Times of challenge and transition call for adaptable and compassionate leadership. Learning to transcend stress and confusion is a sure-fire way to lead yourself and your organization to better outcomes – with more FUN!
We all know that ongoing stress is detrimental to your health, but how is it affecting your ability to focus and lead people to great results?
Most are already bogged down with their workload, and now you find yourself working even harder to manage a team from home. It can be unsettling to go from consistency to a sense of uncertainty, and stress makes this transition even harder for you.
A recent biofeedback study that measured the effects of acute stress on decision making, found that “compared to controls, participants in the stress condition responded with higher heart rates and…on the decision-making task made less advantageous choices.” In other words, your stress is likely messing with your level head (think “beer goggles” but from stress… Stress Goggles! :).
Structuring your life in a routine and predictable way may bring you a sense of peace and ease, however, it might also dampen your ability to cope with unexpected challenges. Did you know that some athletes will train by putting their bodies in awkward and abnormal positions to protect themselves from unexpected injuries?
Disrupt your notion that things will continue to be a certain way just because they’ve always been that way!
If you want a routine that you can count on, build one in the only place you can control: within yourself. We practice and teach our executives (and our children) conscious breathing and mental de-escalation when things don’t go according to plan – it’s a great place to start! This makes any stress moment better, and by making this your routine, you are preparing yourself mentally and physically for a time when stuff really hits the fan! Oh, and by the way, minimizing stress in this way enhances your capacity to lead well. #bewellleadwell – BOOM! 💣
A stress-inducing word that we listen for (from ourselves and our clients), is “should”. When you start “shoulding” on yourself and others, you’re certainly experiencing and creating more stress. Ex. “It should be easier than this.” “You should have done it this way / gotten it done by now.” “I shouldn’t have waited so long to…” Language is super important, as it creates emotions within us (often below our awareness radar) that manifest into our actions.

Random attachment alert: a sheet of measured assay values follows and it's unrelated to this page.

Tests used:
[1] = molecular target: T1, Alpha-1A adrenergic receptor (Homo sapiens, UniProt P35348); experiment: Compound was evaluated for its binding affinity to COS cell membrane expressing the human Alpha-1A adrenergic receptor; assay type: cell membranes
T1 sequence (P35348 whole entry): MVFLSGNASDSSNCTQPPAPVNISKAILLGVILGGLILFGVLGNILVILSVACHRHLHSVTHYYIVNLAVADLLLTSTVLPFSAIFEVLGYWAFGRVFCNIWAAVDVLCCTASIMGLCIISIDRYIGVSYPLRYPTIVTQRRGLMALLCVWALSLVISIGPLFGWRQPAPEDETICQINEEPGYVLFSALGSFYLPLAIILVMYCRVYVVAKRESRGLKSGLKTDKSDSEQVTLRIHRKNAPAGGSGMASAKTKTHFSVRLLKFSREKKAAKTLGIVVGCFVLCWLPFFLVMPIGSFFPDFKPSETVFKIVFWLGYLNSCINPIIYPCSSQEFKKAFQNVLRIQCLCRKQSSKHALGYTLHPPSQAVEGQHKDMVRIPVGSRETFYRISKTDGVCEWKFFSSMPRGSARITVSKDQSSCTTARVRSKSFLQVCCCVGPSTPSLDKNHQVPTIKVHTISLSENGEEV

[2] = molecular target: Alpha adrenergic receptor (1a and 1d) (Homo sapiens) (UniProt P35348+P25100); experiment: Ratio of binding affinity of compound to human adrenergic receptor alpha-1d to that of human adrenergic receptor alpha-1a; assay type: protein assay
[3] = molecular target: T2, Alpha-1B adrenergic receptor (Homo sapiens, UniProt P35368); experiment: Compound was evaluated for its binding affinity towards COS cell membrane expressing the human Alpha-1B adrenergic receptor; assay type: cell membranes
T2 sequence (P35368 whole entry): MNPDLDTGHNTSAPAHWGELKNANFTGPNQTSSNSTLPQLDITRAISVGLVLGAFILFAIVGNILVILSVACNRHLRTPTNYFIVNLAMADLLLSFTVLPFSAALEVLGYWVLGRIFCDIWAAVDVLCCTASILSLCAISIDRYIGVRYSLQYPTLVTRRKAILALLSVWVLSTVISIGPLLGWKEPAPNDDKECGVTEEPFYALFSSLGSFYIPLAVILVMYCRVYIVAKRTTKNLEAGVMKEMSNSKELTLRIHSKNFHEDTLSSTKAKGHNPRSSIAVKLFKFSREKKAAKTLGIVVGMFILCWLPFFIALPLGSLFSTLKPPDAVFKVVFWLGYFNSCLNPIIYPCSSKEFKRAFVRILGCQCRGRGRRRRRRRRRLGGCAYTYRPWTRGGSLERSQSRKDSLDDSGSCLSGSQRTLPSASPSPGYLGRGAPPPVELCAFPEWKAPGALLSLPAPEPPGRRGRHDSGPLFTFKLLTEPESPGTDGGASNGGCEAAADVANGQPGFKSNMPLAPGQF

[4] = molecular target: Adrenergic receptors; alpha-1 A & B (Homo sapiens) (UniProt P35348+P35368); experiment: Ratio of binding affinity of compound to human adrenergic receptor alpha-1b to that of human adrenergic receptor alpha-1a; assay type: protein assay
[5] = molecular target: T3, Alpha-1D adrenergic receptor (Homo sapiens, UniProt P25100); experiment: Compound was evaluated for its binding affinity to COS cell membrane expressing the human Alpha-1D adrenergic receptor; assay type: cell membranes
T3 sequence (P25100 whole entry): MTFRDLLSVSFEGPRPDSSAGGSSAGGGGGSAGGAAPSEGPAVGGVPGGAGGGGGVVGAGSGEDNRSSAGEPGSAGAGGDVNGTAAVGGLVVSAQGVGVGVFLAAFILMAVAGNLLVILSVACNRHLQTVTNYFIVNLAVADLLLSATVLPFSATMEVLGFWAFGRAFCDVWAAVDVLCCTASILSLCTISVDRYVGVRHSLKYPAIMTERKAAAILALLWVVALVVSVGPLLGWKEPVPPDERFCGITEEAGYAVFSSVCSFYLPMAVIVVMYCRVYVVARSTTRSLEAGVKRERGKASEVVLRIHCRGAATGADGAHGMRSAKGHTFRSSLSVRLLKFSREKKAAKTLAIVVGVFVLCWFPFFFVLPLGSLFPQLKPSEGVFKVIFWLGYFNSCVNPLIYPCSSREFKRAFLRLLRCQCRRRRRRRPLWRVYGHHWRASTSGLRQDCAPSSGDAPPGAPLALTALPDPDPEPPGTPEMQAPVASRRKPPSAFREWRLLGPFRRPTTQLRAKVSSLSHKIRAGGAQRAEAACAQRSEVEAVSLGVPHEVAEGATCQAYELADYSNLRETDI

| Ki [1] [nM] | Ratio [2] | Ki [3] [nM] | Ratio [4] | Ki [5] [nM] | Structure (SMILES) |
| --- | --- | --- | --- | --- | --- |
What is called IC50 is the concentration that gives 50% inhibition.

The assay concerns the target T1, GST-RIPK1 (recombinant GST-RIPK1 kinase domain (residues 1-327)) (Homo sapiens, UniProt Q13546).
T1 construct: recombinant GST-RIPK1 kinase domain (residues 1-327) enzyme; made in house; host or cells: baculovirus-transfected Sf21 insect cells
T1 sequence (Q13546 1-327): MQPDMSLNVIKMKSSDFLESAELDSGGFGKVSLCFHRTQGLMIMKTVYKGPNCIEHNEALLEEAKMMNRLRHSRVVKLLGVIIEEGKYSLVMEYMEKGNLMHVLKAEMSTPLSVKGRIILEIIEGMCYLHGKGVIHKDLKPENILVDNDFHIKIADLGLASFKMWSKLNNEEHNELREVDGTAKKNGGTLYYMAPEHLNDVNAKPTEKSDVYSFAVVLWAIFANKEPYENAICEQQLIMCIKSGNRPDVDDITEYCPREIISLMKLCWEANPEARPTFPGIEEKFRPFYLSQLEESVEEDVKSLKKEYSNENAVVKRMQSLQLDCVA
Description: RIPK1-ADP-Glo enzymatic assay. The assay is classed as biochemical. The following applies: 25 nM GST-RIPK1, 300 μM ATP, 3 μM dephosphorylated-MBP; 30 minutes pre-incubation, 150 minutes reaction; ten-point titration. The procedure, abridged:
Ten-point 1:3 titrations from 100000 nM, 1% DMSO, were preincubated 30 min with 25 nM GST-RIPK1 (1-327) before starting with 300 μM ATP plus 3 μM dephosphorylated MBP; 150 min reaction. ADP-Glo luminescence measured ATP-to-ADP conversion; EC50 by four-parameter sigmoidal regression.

Doing things differently also helps us to build empathy. Everyone experiences situations based on their own reality. Great leaders seek to understand those realities as to be more relatable and connected. Try reaching out to others who you may be “shoulding” on, and seek to understand their life experience. For fun, you could try working from a shared (busy/chaotic) workspace to understand what your people might be living.
Steps to counter stress and maintain great leadership:
- Put yourself under the microscope and notice the physiological ways in which stress is affecting you. Journal what you see. 🧐
- Review your daily routine and look for ways to deviate from your norms. Shake it up! 💃
- Build resilience by seeing everyday unexpected situations as an opportunity to practice being at peace with change. Ommm ~ 🧘♀️
- Connect “off-task” with your team members to understand their realities. Stories teach us empathy!
- Stop shoulding on yourself and others! 💩😁
(visit our resource page for a downloadable version of these points)
If you notice that your stress gets in the way of your great leadership, then let’s talk!